My love for food has brought about many incredible opportunities throughout my life, but most recently it has led me to work at The Dabney, one of the best restaurants in Washington, DC, and for Food Recovery Network as a Food Recovery Verified Fellow. I truly enjoy trying new types of cuisine and experiencing different flavors, but I usually feel deterred from eating out because of my hyper-sensitivity to food waste. While The Dabney boasts highly sustainable practices, this is not the norm in the restaurant industry. If more food establishments took measures to reduce waste and operate sustainably, it would certainly quell my guilty conscious and boost the frequency with which I dine out.
In an ideal world, every food establishment would adhere to a zero waste policy, but I know it’s not that simple. With no uniform system of operation and the pressure to simply keep a food business up and running, I’m sure it’s difficult for restaurateurs to think about sustainability. That’s why I am excited to share an amazing (and FREE!) guide produced by ChefHero to help food-service professionals run their establishments more successfully and sustainably! Not only is this guide approachable, but it also provides tangible solutions that can be implemented quickly and easily.
My favorite section is Chapter 9, which focuses on sustainability and offers a step-by-step guide to running an eco-conscious restaurant. Written by Hiba Amin, Marketing Specialist at ChefHero, this chapter covers a wealth of topics surrounding environmental stewardship including ways to reduce your restaurant’s footprint, food safe ways to reuse materials, and tips to improve your recycling program.
Amin touches on water and plastic usage, energy consumption, and recycling programs, but the topic that stood out to me most was food waste. Food waste occurs at every stage of our food system, but in the restaurant industry in particular, there is much improvement to be made. What I love most about this chapter is her ability to take a complex problem like food waste and present a handful of simple recommendations that, when implemented, will lead to long-term financial and environmental benefits for both the business and society as a whole.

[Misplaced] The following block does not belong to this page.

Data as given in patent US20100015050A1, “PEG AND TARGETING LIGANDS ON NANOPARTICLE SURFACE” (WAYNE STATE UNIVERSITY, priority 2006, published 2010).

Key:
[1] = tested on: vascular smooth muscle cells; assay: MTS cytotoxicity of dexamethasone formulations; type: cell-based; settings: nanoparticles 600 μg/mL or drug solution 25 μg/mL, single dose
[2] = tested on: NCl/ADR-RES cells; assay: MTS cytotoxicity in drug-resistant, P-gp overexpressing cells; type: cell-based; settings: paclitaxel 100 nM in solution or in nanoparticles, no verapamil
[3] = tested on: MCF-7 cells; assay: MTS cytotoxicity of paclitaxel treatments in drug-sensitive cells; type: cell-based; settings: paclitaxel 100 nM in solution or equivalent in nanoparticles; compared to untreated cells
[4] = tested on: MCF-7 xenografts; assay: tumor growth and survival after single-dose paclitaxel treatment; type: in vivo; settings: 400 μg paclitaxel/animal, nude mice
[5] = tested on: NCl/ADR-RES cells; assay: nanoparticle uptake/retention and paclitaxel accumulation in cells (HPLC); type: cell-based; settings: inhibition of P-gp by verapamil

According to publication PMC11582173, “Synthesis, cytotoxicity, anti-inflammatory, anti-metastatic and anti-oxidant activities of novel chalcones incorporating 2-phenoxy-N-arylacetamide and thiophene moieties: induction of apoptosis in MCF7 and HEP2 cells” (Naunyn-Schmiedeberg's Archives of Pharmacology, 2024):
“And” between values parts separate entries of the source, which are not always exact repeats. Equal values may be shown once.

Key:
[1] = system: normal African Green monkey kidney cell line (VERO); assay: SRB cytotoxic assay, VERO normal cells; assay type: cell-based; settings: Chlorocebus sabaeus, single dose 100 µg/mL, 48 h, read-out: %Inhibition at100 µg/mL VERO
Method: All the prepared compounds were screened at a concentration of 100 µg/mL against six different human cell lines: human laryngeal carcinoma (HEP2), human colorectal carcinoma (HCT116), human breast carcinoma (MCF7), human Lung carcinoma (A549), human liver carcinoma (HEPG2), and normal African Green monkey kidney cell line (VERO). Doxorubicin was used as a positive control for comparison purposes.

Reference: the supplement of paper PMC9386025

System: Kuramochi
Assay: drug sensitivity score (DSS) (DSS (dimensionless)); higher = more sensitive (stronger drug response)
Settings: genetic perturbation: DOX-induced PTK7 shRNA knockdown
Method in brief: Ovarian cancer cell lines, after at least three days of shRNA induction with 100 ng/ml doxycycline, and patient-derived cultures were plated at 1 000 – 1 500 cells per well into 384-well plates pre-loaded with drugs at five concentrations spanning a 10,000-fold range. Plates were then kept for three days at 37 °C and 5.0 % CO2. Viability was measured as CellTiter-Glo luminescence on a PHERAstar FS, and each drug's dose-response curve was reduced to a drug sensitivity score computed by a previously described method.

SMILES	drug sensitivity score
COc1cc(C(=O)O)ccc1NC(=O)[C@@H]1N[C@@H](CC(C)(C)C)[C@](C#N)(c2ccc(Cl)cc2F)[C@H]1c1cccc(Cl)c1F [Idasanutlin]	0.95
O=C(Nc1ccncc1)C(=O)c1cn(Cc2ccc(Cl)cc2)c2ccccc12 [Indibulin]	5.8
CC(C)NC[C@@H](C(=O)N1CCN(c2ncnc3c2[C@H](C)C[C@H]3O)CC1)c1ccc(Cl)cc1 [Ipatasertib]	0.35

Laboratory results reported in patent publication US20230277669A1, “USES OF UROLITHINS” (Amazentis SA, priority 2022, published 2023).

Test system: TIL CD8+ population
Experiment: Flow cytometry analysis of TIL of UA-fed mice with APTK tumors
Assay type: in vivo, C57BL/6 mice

In addition to eco-consciousness, this guide covers every facet of building a food business, spanning from pre-launch to running an establishment. Readers will walk away with the tools and information needed to build a successful food venture. I must add, though, that the benefits of reading this guide aren’t exclusive to current or aspiring business owners. If you are a person who likes to dine out, this guide will help you understand the challenges of running a restaurant and equip you with the knowledge to approach your favorite food establishments about small changes that can be made to benefit our food system. I highly encourage everyone to give it a read, check out the free guide here!
Finally, if you are a business owner or a concerned patron interested in implementing a food recovery program for a food establishment, the Food Recovery Verified (FRV) team is here to support you. Through the FRV program, our team recognizes and rewards food businesses that work to fight food waste and feed people through food recovery. FRV serves as a third party which verifies that food businesses are donating surplus food at least once per month to a hunger fighting non-profit organization. In doing so, we provide resources to food-insecure Americans by increasing national awareness and participation in food recovery programs, and presenting food recovery as a solution to food waste and food insecurity across the country. If you’re interested to learn more about how to start a food recovery program or how to become verified, please contact us at firstname.lastname@example.org.